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Development 2006 Feb 01;1333:559-68. doi: 10.1242/dev.02201.
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A dominant-negative form of the E3 ubiquitin ligase Cullin-1 disrupts the correct allocation of cell fate in the neural crest lineage.

Selective protein degradation is an efficient and rapid way of terminating protein activity. Defects in protein degradation are associated with a number of human diseases, including potentially DiGeorge syndrome, which is characterised by abnormal development of the neural crest lineage during embryogenesis. We describe the identification of Xenopus Cullin-1, an E3 ubiquitin ligase, and show that blocking the function of endogenous Cullin-1 leads to pleiotropic defects in development. Notably, there is an increased allocation of cells to a neural crest fate and within this lineage, an increase in melanocytes at the expense of cranial ganglia neurons. Most of the observed effects can be attributed to stabilisation of beta-catenin, a known target of Cullin-1-mediated degradation from other systems. Indeed, we show that blocking the function of Cullin-1 leads to a decrease in ubiquitinated beta-catenin and an increase in total beta-catenin. Our results show that Cullin-1-mediated protein degradation plays an essential role in the correct allocation of neural crest fates during embryogenesis.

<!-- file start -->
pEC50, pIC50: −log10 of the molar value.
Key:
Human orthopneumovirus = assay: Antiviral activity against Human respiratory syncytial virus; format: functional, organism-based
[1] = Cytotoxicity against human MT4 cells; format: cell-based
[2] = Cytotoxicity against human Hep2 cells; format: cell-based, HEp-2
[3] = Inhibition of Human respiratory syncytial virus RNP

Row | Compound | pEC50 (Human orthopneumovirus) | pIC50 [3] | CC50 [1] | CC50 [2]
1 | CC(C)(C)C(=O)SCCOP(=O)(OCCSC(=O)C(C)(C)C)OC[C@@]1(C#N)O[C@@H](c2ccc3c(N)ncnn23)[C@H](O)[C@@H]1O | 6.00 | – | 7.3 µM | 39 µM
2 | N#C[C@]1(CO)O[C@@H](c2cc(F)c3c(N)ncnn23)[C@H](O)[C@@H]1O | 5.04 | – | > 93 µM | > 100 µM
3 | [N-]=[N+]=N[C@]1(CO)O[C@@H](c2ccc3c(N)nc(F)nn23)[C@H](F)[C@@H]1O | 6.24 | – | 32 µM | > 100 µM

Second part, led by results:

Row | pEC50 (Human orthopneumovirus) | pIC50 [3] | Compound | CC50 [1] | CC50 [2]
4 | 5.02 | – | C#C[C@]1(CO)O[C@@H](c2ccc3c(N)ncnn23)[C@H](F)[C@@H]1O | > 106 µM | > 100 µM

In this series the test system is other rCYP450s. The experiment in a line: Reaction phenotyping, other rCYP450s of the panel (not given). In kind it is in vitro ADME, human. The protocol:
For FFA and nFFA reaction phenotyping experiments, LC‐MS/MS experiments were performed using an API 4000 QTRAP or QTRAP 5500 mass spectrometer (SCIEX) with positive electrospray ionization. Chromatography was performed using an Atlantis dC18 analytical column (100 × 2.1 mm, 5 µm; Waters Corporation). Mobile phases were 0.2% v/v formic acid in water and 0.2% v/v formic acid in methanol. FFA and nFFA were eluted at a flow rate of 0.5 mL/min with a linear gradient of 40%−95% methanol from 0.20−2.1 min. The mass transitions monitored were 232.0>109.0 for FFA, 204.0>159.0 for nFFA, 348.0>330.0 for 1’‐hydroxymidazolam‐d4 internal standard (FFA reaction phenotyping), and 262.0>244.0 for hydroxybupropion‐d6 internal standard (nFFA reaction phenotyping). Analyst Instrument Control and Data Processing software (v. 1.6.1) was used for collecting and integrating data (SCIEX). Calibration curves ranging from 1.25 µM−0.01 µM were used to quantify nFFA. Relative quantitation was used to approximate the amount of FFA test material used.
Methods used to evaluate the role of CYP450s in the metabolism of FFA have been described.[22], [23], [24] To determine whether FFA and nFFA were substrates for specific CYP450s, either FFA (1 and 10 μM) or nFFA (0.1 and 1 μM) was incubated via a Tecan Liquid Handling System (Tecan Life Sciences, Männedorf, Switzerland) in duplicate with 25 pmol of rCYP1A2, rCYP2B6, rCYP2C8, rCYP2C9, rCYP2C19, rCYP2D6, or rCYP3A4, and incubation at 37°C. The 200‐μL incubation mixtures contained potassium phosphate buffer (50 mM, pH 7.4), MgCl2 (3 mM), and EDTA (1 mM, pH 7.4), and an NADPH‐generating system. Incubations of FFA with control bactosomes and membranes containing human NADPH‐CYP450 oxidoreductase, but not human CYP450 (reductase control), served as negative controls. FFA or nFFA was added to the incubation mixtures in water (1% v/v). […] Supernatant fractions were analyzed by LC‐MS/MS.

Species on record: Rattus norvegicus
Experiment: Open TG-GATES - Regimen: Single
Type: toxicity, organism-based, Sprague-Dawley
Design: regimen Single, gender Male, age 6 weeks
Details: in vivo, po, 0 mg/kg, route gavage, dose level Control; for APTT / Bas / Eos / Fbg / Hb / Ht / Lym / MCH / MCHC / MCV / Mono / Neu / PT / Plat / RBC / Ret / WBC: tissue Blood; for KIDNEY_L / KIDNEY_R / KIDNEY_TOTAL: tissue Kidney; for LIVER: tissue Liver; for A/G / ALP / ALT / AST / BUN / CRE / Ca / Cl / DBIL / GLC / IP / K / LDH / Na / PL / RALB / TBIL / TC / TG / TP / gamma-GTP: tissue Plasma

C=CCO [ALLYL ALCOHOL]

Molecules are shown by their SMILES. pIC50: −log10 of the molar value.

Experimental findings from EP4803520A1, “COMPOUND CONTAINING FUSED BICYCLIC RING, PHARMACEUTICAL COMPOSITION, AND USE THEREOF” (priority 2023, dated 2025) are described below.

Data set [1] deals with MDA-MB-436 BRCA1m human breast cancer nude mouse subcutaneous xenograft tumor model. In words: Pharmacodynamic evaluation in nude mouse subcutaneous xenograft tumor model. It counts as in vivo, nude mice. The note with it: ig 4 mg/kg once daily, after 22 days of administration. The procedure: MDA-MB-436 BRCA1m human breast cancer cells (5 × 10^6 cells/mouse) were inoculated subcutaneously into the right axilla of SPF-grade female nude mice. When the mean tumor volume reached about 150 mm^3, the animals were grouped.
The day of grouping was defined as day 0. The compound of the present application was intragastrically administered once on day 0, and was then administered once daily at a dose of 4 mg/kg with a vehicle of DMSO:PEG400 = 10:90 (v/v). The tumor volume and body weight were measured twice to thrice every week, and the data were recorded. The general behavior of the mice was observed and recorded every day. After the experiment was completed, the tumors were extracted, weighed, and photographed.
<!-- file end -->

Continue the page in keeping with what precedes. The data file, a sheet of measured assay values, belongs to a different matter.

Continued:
PubMed ID: 16396913
Article link: Development
Grant support: [+]

Species referenced: Xenopus laevis
Genes referenced: cul1 snai2 sox10 sox3 sox9 zic3
GO keywords: neural crest cell development

Disease Ontology terms: DiGeorge syndrome

Article Images: [+] show captions